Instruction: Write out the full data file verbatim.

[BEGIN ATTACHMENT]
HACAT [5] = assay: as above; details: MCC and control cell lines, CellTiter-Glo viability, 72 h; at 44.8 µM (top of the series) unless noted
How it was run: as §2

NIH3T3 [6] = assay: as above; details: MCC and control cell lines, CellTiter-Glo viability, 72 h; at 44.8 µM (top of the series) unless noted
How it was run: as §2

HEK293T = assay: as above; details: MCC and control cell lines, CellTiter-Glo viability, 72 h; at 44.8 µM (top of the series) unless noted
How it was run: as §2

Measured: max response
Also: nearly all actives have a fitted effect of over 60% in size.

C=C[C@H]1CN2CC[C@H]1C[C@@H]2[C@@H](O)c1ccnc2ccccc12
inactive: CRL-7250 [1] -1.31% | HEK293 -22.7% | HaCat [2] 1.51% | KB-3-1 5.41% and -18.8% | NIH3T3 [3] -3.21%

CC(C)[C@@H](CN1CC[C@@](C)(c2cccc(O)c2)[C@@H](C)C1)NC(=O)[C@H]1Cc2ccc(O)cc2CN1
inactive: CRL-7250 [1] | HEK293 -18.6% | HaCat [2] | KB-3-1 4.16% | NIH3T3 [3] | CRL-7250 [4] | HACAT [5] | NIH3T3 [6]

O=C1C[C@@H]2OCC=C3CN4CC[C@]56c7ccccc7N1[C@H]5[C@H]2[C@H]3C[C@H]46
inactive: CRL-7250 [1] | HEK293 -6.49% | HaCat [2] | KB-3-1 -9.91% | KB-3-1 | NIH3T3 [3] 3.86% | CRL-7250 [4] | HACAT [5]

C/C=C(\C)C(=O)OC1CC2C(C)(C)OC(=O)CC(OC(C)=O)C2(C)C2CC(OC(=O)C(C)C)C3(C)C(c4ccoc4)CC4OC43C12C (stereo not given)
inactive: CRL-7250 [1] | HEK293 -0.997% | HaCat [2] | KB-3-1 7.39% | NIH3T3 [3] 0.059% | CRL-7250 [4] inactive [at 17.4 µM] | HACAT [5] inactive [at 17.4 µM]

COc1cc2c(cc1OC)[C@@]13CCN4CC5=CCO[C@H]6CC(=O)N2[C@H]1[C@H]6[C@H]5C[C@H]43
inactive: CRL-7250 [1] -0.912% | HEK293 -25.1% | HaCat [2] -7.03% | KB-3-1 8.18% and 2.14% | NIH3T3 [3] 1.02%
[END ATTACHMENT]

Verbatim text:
HACAT [5] = assay: as above; details: MCC and control cell lines, CellTiter-Glo viability, 72 h; at 44.8 µM (top of the series) unless noted
How it was run: as §2

NIH3T3 [6] = assay: as above; details: MCC and control cell lines, CellTiter-Glo viability, 72 h; at 44.8 µM (top of the series) unless noted
How it was run: as §2

HEK293T = assay: as above; details: MCC and control cell lines, CellTiter-Glo viability, 72 h; at 44.8 µM (top of the series) unless noted
How it was run: as §2

Measured: max response
Also: nearly all actives have a fitted effect of over 60% in size.

C=C[C@H]1CN2CC[C@H]1C[C@@H]2[C@@H](O)c1ccnc2ccccc12
inactive: CRL-7250 [1] -1.31% | HEK293 -22.7% | HaCat [2] 1.51% | KB-3-1 5.41% and -18.8% | NIH3T3 [3] -3.21%

CC(C)[C@@H](CN1CC[C@@](C)(c2cccc(O)c2)[C@@H](C)C1)NC(=O)[C@H]1Cc2ccc(O)cc2CN1
inactive: CRL-7250 [1] | HEK293 -18.6% | HaCat [2] | KB-3-1 4.16% | NIH3T3 [3] | CRL-7250 [4] | HACAT [5] | NIH3T3 [6]

O=C1C[C@@H]2OCC=C3CN4CC[C@]56c7ccccc7N1[C@H]5[C@H]2[C@H]3C[C@H]46
inactive: CRL-7250 [1] | HEK293 -6.49% | HaCat [2] | KB-3-1 -9.91% | KB-3-1 | NIH3T3 [3] 3.86% | CRL-7250 [4] | HACAT [5]

C/C=C(\C)C(=O)OC1CC2C(C)(C)OC(=O)CC(OC(C)=O)C2(C)C2CC(OC(=O)C(C)C)C3(C)C(c4ccoc4)CC4OC43C12C (stereo not given)
inactive: CRL-7250 [1] | HEK293 -0.997% | HaCat [2] | KB-3-1 7.39% | NIH3T3 [3] 0.059% | CRL-7250 [4] inactive [at 17.4 µM] | HACAT [5] inactive [at 17.4 µM]

COc1cc2c(cc1OC)[C@@]13CCN4CC5=CCO[C@H]6CC(=O)N2[C@H]1[C@H]6[C@H]5C[C@H]43
inactive: CRL-7250 [1] -0.912% | HEK293 -25.1% | HaCat [2] -7.03% | KB-3-1 8.18% and 2.14% | NIH3T3 [3] 1.02%